State of Conservation (SOC)
Dja Faunal Reserve
Factors affecting the property in 1999*
- Commercial hunting
- Forestry /wood production
- Illegal activities
Factors* affecting the property identified in previous reports
- Commercial logging in adjoining natural forests
International Assistance granted to the property until 1999
Requests Approved: 0
Total Amount Ap proved: 84,700USD
|1997||Sub-Regional workshop on Strengthening Biodiversity Conservation ...||29,900 USD|
|1993||Purchase of 2 vehicles for Dja Faunal Reserve||0 USD|
|1992||Financial contribution for a training workshop on the ...||20,000 USD|
|1989||Contribution to field training in Dja National Park||4,800 USD|
|1987||Contribution to the adoption and implementation of the draft ...||30,000 USD|
Missions to the property until 1999**
Conservation issues presented to the World Heritage Committee in 1999
Previous deliberations :
Twenty-second session of the Committee – page 94 of Annex IV
New information: The twenty-second extraordinary session of the Bureau, held during 28-29 November 1998, requested the State Party to submit a report on the implementation of the Sangmelima workshop recommendations before 15 September 1999. Such a report has not yet been received. A proposal prepared by the Centre to undertake a rapid biodiversity assessment to evaluate the impacts of on-going forestry activities on the contiguity of habitats and gene-pools in and around Dja was under consideration at the time the state of conservation of this site was reported to the twenty-second extraordinary session of the Bureau in November 1998. Since then however, the prospective donor, i.e. the Government of Netherlands, has changed its priorities for providing bilateral assistance to Cameroon and the project proposal elaborated by the Centre is no longer under consideration for financing. The Centre is currently in consultation with the NASA’s (USA) Earth Studies unit to explore possibilities for using satellite and remote-sensing images, dating from the present back to the 1970s, as a way of understanding and interpreting the land-cover changes that have occurred in and around Dja and using the insights gained from such an analysis, in combination with field studies and ground-truthing, to assess the extent of the threat of biological isolation facing this site. The outcome of those consultations will be reported at the time of the twenty-third extraordinary session of the Bureau.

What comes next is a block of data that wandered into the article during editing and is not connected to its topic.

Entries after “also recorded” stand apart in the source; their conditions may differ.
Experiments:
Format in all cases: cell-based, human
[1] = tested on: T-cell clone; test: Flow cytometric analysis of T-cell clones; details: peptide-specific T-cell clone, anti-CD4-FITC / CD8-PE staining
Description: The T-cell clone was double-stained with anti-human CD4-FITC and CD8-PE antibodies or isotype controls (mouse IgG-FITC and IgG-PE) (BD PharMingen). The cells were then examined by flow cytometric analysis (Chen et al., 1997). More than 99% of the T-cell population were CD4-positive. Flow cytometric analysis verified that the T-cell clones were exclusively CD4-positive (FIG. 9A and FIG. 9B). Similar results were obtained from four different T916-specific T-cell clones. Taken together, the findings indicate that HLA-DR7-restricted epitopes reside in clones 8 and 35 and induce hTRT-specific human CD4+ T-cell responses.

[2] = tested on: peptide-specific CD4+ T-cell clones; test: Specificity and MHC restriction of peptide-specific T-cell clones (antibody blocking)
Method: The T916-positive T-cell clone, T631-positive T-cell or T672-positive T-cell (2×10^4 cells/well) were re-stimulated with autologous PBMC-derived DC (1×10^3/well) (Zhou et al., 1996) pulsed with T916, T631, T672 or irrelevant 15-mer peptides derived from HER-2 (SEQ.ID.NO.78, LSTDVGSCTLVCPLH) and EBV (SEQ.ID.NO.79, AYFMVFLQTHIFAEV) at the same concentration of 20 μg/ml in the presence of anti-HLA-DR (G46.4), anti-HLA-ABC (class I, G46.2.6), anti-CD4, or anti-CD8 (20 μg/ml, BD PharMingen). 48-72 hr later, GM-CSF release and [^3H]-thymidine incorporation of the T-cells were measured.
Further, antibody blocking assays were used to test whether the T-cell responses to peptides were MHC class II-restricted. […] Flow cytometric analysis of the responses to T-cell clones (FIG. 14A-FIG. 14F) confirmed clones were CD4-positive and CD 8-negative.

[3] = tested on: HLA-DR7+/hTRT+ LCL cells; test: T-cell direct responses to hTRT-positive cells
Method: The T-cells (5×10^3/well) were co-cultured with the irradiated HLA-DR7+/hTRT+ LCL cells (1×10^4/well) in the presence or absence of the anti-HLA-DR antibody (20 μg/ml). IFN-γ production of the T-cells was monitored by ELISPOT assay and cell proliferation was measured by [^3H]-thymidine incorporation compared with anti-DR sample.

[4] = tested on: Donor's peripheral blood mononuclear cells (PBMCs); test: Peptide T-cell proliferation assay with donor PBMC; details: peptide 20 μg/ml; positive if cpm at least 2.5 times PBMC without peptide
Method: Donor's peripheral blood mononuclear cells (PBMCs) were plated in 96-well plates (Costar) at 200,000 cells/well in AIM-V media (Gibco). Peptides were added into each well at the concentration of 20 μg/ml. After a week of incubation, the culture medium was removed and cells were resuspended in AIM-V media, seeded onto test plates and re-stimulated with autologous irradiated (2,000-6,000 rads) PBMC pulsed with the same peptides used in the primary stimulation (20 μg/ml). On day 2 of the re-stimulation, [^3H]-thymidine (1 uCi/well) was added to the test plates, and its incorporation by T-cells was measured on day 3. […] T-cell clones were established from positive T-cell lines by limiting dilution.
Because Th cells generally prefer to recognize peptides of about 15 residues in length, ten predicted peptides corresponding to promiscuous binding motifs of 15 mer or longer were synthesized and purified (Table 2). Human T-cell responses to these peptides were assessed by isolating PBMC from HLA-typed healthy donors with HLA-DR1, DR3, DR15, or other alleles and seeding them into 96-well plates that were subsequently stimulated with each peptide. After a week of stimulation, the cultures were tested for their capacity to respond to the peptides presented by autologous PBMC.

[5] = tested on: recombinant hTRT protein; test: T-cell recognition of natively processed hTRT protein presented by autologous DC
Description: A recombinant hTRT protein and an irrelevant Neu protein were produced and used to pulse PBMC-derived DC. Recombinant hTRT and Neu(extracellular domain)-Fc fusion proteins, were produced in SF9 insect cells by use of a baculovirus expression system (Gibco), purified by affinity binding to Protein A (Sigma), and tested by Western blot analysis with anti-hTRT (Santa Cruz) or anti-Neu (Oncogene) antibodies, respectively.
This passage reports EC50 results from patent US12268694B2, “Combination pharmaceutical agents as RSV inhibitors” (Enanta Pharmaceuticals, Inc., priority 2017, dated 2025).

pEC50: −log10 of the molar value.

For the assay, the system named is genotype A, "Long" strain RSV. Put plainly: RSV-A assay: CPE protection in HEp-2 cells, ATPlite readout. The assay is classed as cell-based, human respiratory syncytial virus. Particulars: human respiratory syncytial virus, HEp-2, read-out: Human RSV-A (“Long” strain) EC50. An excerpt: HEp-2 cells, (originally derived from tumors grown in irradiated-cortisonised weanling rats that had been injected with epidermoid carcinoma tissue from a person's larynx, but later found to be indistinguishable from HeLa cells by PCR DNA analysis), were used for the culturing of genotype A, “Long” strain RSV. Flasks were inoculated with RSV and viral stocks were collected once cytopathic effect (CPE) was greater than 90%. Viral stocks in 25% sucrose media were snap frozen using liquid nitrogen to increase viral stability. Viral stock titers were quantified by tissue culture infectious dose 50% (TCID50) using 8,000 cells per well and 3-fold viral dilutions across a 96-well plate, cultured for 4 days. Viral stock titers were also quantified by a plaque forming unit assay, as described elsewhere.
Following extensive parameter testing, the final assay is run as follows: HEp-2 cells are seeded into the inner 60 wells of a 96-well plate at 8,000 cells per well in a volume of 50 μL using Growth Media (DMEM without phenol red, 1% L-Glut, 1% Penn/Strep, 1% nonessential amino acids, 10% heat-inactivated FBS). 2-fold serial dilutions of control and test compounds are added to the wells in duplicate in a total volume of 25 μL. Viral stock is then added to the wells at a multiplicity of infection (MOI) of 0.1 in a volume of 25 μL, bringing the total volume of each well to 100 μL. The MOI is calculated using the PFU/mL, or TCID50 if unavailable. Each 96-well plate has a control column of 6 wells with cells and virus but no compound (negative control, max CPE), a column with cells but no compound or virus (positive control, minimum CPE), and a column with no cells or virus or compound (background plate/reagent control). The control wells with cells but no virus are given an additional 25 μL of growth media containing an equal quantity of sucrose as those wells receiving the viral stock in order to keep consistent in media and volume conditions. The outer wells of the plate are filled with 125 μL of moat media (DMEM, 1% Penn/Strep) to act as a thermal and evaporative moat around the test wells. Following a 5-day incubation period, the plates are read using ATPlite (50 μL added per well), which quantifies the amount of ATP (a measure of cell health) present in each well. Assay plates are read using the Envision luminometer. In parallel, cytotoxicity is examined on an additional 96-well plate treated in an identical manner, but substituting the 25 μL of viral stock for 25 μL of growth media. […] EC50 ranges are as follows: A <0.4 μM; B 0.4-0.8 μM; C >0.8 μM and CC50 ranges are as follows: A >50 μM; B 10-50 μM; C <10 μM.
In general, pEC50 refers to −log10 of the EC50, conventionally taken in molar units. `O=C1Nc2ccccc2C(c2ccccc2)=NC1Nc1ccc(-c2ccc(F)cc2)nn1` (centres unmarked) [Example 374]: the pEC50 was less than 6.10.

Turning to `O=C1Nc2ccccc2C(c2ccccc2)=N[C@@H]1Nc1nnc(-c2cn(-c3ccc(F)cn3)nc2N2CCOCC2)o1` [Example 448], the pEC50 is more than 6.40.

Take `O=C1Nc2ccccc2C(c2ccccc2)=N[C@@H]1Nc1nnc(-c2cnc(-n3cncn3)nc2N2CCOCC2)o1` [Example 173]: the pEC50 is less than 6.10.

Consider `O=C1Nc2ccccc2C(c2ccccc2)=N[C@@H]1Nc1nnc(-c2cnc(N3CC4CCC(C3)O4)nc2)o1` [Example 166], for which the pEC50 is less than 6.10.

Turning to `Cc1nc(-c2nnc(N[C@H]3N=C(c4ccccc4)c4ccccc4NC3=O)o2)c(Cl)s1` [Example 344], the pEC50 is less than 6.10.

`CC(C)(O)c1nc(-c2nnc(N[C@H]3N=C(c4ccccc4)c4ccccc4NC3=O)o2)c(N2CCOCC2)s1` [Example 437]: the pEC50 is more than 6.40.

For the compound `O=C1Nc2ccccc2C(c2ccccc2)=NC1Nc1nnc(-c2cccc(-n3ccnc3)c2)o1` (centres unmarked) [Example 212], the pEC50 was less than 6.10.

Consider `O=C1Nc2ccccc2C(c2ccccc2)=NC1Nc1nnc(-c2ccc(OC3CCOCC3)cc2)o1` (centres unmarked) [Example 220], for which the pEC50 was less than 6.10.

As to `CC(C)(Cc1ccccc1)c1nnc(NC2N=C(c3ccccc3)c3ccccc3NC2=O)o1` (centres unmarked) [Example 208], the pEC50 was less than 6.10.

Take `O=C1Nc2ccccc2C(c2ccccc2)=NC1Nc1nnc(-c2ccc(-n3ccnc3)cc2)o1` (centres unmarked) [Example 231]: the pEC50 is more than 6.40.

Decisions adopted by the Committee in 1999
State of conservation reports of natural properties noted by the Committee
X.28 The Committee noted the decisions of the twenty-third extraordinary session of the Bureau as reflected in the Report of the Bureau session (Working Document WHC-99/CONF.209/6) included as Annex VIII to this report. Additional observations made during the Committee session are reflected below.